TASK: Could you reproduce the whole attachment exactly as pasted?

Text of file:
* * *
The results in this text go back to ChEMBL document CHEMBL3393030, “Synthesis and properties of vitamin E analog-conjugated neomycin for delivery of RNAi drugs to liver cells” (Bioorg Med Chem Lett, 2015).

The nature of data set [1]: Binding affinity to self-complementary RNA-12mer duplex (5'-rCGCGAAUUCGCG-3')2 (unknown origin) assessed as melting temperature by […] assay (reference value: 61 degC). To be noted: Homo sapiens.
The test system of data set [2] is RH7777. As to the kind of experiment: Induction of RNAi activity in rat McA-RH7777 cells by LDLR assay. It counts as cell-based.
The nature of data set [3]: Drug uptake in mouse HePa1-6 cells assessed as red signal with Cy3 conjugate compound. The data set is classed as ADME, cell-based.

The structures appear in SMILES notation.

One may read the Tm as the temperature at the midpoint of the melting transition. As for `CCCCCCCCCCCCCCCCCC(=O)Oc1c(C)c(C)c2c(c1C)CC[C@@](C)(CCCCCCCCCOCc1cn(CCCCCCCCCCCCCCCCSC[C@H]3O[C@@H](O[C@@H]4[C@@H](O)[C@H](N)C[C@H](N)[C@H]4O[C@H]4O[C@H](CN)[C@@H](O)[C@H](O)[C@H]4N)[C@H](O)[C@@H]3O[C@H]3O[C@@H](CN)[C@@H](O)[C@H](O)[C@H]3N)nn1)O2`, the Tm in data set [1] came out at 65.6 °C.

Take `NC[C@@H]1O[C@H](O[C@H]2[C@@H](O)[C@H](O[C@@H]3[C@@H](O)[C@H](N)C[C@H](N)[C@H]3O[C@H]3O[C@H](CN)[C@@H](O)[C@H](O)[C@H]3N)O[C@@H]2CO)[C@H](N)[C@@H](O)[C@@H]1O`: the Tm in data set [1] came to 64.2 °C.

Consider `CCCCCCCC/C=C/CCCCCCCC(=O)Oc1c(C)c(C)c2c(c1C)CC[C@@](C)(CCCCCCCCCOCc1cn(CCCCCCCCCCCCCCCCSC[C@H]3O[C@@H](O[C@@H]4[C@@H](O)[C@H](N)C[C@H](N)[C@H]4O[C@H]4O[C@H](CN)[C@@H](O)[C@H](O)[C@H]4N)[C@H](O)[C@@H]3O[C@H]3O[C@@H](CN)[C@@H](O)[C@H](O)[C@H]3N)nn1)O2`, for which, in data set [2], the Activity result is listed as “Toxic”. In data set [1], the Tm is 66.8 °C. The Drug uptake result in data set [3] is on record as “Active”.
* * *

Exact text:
The results in this text go back to ChEMBL document CHEMBL3393030, “Synthesis and properties of vitamin E analog-conjugated neomycin for delivery of RNAi drugs to liver cells” (Bioorg Med Chem Lett, 2015).

The nature of data set [1]: Binding affinity to self-complementary RNA-12mer duplex (5'-rCGCGAAUUCGCG-3')2 (unknown origin) assessed as melting temperature by […] assay (reference value: 61 degC). To be noted: Homo sapiens.
The test system of data set [2] is RH7777. As to the kind of experiment: Induction of RNAi activity in rat McA-RH7777 cells by LDLR assay. It counts as cell-based.
The nature of data set [3]: Drug uptake in mouse HePa1-6 cells assessed as red signal with Cy3 conjugate compound. The data set is classed as ADME, cell-based.

The structures appear in SMILES notation.

One may read the Tm as the temperature at the midpoint of the melting transition. As for `CCCCCCCCCCCCCCCCCC(=O)Oc1c(C)c(C)c2c(c1C)CC[C@@](C)(CCCCCCCCCOCc1cn(CCCCCCCCCCCCCCCCSC[C@H]3O[C@@H](O[C@@H]4[C@@H](O)[C@H](N)C[C@H](N)[C@H]4O[C@H]4O[C@H](CN)[C@@H](O)[C@H](O)[C@H]4N)[C@H](O)[C@@H]3O[C@H]3O[C@@H](CN)[C@@H](O)[C@H](O)[C@H]3N)nn1)O2`, the Tm in data set [1] came out at 65.6 °C.

Take `NC[C@@H]1O[C@H](O[C@H]2[C@@H](O)[C@H](O[C@@H]3[C@@H](O)[C@H](N)C[C@H](N)[C@H]3O[C@H]3O[C@H](CN)[C@@H](O)[C@H](O)[C@H]3N)O[C@@H]2CO)[C@H](N)[C@@H](O)[C@@H]1O`: the Tm in data set [1] came to 64.2 °C.

Consider `CCCCCCCC/C=C/CCCCCCCC(=O)Oc1c(C)c(C)c2c(c1C)CC[C@@](C)(CCCCCCCCCOCc1cn(CCCCCCCCCCCCCCCCSC[C@H]3O[C@@H](O[C@@H]4[C@@H](O)[C@H](N)C[C@H](N)[C@H]4O[C@H]4O[C@H](CN)[C@@H](O)[C@H](O)[C@H]4N)[C@H](O)[C@@H]3O[C@H]3O[C@@H](CN)[C@@H](O)[C@H](O)[C@H]3N)nn1)O2`, for which, in data set [2], the Activity result is listed as “Toxic”. In data set [1], the Tm is 66.8 °C. The Drug uptake result in data set [3] is on record as “Active”.